The benefits of working remotely for both employees and employers are becoming more and more apparent. This is especially true as companies have had time to better plan and optimize their remote work policies through the pandemic.
It’s now clear that the future of remote working is one that empowers all employees and creates better, more productive businesses.
In this article, we explore the benefits of working remotely. We also review how to counter any potential drawbacks to this new way of work.
Discover the four models companies are using to adapt to hybrid work—and how to make them work for you.
The benefits of working remotely can be summed up in one word: flexibility.
By creating more flexibility in work arrangements, companies that adopt some form of telecommuting can expect to see happier, healthier, and more productive offices.
This in turn can lead to cost savings, more innovation in the workplace, and a better company culture overall.
Remember that the pandemic pushed companies to adopt remote work literally overnight.
Despite this rushed (or non-existent) transition, most newly remote employees found themselves to be just as productive and happy as when they clocked in at their traditional offices.
Now that companies have had time to adjust to this new normal, they can take what they’ve learned to further improve working remotely. And they can create even more benefits.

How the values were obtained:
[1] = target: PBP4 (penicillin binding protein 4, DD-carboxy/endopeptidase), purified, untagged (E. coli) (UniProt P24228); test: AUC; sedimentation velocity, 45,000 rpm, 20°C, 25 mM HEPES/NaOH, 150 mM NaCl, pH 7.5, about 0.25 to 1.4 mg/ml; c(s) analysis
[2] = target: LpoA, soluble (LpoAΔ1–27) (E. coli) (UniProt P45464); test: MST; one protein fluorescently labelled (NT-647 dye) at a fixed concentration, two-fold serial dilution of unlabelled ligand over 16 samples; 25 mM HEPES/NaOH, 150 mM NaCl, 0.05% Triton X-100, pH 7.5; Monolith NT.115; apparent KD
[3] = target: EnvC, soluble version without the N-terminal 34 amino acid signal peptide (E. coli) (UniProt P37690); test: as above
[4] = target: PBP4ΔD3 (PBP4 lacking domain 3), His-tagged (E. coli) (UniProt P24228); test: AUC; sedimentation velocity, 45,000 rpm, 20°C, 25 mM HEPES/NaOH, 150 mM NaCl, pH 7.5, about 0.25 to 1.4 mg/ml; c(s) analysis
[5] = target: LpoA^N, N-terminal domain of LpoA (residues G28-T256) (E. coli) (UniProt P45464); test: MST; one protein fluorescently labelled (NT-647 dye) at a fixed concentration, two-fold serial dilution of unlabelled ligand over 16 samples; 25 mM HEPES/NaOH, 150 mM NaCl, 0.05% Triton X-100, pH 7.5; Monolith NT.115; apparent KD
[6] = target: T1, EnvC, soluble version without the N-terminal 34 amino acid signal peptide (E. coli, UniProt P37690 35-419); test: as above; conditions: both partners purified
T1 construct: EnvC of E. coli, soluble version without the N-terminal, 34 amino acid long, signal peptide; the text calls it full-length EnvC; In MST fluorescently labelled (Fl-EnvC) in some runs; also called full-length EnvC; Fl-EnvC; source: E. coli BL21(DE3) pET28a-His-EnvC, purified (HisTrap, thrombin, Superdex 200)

Specifically, when managed properly, companies and employees can expect to see the following 9 benefits of remote work.
A home office can offer an infinitely more personalized work environment than a traditional one. This in turn can lead to a better work-life balance and well-being for remote workers. Remote workers can can take breaks to switch a load of laundry, feed the dogs, or chat with the mail carrier as needed.
Especially when remote working is coupled with a flexible schedule, it can empower employees to create a better workday. A workday that meshes well with the rest of their lives.
In particular, flexible working hours and locations can benefit caregivers and those trying to balance family needs. A working dad can work from the coffee shop near his child’s school making pick-up easier. Or a working daughter can more easily check in on her mother during lunch.